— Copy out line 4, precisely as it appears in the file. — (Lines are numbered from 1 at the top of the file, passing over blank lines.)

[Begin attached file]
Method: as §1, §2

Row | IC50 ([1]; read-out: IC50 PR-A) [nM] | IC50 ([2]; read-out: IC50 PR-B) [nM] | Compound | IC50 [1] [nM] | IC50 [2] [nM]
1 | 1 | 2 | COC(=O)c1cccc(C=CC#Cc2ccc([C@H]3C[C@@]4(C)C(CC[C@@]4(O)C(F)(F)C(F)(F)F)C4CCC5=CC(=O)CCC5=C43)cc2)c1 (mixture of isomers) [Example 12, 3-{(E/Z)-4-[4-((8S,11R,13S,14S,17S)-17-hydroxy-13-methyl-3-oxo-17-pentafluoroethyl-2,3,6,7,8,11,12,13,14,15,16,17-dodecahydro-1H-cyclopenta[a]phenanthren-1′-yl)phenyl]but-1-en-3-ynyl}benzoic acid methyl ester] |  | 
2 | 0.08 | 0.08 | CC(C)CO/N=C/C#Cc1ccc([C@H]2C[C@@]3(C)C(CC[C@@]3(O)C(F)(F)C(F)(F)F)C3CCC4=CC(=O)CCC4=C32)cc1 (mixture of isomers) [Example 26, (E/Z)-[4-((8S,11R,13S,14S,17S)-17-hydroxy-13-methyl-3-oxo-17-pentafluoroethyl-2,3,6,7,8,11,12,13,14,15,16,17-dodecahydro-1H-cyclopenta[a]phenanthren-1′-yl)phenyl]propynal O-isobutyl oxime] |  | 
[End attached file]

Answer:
2 | 0.08 | 0.08 | CC(C)CO/N=C/C#Cc1ccc([C@H]2C[C@@]3(C)C(CC[C@@]3(O)C(F)(F)C(F)(F)F)C3CCC4=CC(=O)CCC4=C32)cc1 (mixture of isomers) [Example 26, (E/Z)-[4-((8S,11R,13S,14S,17S)-17-hydroxy-13-methyl-3-oxo-17-pentafluoroethyl-2,3,6,7,8,11,12,13,14,15,16,17-dodecahydro-1H-cyclopenta[a]phenanthren-1′-yl)phenyl]propynal O-isobutyl oxime] |  | 